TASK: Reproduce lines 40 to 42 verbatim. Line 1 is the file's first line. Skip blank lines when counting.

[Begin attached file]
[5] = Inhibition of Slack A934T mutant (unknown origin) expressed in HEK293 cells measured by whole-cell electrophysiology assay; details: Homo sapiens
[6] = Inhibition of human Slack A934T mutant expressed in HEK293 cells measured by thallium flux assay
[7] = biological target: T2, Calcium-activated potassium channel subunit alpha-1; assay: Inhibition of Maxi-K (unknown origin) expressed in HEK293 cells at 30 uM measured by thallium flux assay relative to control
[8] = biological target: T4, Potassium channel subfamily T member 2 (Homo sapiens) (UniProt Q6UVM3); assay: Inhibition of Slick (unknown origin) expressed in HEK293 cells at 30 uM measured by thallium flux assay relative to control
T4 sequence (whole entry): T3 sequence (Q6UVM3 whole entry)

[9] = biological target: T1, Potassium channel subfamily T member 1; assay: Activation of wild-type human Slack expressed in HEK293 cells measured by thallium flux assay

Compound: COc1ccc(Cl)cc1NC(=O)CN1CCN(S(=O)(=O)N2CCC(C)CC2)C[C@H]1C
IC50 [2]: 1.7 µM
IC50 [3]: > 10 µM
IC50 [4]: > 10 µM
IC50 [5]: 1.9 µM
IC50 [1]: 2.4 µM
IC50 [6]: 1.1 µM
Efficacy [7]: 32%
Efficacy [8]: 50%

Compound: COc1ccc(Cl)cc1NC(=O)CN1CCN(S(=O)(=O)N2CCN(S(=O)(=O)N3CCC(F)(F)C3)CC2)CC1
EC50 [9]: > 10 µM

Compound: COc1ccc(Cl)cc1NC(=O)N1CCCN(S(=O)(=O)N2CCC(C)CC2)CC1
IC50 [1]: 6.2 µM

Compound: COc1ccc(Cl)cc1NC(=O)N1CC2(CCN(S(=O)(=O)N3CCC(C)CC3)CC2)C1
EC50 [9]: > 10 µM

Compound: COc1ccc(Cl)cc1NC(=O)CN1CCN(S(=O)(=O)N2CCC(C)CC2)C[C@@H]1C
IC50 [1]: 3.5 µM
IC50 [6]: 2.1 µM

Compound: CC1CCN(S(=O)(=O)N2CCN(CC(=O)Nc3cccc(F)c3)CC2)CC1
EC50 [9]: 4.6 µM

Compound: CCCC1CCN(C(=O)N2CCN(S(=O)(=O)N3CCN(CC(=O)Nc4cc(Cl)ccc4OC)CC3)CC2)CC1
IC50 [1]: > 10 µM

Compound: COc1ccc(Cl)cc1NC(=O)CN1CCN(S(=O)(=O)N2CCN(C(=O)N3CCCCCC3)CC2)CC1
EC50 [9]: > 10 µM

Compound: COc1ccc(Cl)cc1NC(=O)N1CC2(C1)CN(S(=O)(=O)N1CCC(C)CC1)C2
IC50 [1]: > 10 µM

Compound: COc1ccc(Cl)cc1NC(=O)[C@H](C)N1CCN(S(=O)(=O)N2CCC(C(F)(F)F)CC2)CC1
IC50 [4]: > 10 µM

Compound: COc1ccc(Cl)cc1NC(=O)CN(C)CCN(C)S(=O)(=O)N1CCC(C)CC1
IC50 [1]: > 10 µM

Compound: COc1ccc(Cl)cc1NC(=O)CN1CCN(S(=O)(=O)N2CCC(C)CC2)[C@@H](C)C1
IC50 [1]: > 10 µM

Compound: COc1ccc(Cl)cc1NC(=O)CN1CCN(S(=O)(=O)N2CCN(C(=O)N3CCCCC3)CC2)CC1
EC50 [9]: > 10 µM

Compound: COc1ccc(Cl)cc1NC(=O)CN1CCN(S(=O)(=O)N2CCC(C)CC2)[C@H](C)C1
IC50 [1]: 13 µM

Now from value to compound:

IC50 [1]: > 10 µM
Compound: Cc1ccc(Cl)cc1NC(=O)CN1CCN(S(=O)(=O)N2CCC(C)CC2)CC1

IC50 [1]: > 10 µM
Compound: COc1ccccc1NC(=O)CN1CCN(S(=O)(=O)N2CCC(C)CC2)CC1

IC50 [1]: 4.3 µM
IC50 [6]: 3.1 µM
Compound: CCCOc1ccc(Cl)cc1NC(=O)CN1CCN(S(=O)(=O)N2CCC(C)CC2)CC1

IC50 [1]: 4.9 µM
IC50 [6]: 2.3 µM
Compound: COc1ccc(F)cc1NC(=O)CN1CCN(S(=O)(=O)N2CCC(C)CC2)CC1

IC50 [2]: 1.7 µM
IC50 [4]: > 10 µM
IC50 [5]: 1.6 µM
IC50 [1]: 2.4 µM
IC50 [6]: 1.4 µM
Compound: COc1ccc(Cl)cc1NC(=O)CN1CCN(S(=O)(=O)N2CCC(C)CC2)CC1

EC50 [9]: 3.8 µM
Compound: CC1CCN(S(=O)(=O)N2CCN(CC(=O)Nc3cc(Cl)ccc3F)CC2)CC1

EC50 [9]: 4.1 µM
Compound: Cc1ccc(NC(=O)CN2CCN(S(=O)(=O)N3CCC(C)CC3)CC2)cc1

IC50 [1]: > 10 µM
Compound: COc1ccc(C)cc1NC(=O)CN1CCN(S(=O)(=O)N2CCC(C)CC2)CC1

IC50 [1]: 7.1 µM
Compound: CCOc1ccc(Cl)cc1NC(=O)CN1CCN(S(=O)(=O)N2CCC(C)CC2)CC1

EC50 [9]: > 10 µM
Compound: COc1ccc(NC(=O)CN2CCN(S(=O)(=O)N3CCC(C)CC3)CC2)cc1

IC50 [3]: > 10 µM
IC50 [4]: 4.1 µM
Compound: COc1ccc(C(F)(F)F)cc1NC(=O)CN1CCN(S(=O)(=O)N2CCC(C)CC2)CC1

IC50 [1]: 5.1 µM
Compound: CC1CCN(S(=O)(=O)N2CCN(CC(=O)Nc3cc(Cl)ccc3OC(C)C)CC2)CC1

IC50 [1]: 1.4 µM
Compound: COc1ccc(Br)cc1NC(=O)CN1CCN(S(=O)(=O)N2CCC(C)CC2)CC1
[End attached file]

EC50 [9]: > 10 µM

Compound: COc1ccc(Cl)cc1NC(=O)CN1CCN(S(=O)(=O)N2CCC(C)CC2)[C@H](C)C1
IC50 [1]: 13 µM